Thursday, January 27, 2011

Lean Development : Focus on Learning

So continuing on with my notes on Lean Development, we're going to look at point 3 from Tom Poppendiecks business card.

3. Focus on Learning - Scientific Method; Challenge Standards; Feedback; Continuous Improvement

Lets start from the back of the list and work to the front, as I find that to be the logical progression of the sub-points.

Continuous Improvement is about continually tweaking your production pipeline and/or the product so that you become more efficient in producing what the customer wants.

Feedback is how you evaluate the changes you make to your pipeline. If your metrics improve, then accept the change, if not work out why it didn't and undo the change.

Challenge Standards - This is a cultural attitude of not accepting the status quo. Its the need for the people involved to have the desire and ability to change the system. If something is a standard then there needs to be a reason for why. If not its arbitrary and subject to getting changed (if the change can be demonstrated to be beneficial)

Scientific Method - This is how we go about getting change implemented. Firstly you hypothesise measurable results from the change will do, then you make the change. If what you hypothesised didn't happen then you need to undo it and reevaluate. "Switching to a frooble compiler should reduce test execution times by 50%, increasing throughput by 3 story-points per week". Results and experiments should be documented somewhere so that the company can learn from what was done (positive or negative).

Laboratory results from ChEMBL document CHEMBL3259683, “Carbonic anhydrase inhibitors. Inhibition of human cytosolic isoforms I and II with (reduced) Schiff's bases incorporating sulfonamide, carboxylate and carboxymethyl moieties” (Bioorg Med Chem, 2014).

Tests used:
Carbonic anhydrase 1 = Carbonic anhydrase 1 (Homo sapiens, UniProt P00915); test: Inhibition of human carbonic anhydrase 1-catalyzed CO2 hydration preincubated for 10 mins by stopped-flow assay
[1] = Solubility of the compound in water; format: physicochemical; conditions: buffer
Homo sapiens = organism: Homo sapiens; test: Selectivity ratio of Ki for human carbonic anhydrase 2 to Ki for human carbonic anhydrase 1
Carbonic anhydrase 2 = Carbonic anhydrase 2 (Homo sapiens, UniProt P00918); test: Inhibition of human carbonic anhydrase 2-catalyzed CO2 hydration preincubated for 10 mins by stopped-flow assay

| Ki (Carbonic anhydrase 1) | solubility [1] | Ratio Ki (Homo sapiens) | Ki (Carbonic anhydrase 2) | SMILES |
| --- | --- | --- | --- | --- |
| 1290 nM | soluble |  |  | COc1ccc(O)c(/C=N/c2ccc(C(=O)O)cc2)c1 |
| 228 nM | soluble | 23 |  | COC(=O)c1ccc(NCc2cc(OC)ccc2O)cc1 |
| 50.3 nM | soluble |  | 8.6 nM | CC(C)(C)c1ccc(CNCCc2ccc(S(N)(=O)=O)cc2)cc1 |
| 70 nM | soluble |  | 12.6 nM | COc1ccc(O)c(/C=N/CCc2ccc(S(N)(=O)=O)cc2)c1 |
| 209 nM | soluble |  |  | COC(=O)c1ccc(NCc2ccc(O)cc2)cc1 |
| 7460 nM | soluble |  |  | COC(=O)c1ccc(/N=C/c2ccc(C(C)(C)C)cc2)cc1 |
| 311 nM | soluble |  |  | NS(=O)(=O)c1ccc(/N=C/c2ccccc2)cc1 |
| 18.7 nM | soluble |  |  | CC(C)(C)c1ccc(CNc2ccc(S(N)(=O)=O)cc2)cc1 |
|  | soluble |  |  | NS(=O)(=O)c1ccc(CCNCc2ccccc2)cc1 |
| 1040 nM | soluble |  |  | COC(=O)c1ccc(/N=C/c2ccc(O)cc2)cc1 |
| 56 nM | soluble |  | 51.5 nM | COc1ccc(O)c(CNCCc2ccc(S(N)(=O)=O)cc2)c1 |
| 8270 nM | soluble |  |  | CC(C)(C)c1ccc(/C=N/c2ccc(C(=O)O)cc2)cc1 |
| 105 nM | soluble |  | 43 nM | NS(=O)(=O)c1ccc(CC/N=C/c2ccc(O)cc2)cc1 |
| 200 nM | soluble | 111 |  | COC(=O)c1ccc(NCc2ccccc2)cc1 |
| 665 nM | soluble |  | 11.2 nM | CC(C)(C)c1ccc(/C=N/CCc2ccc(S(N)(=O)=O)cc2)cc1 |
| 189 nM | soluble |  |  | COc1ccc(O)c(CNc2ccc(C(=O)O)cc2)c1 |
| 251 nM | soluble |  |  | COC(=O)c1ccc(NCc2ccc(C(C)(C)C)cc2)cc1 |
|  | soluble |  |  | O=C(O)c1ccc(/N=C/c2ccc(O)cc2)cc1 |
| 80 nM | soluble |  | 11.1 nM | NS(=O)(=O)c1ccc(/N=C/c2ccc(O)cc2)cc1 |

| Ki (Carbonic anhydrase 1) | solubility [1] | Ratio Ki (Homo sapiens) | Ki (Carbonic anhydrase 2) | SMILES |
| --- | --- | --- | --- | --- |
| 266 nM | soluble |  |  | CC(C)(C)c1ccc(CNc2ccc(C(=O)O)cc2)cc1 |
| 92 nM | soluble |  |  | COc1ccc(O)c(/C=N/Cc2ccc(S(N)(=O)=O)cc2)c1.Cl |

If we do these things we will understand how our process works and will have a system so that the process can change to meet the changing environment in which the development pipeline exists.

Monday, January 24, 2011

Lean Development : Build Quality In

This is the fourth post in my mini-series about Lean Development.

The bullet point I'm going to be writing about today is:
  • Mistake-Proof with TDD; Write No New Legacy; Continuous Integration
TDD is "Test Driven Design". This means not only testing all your code, but writing your tests before you code. And letting your design be driven by the issues that arise while making these tests pass. This also holds for bug fixing -- create a test case that reproduces and narrows down the bug, then make that test pass.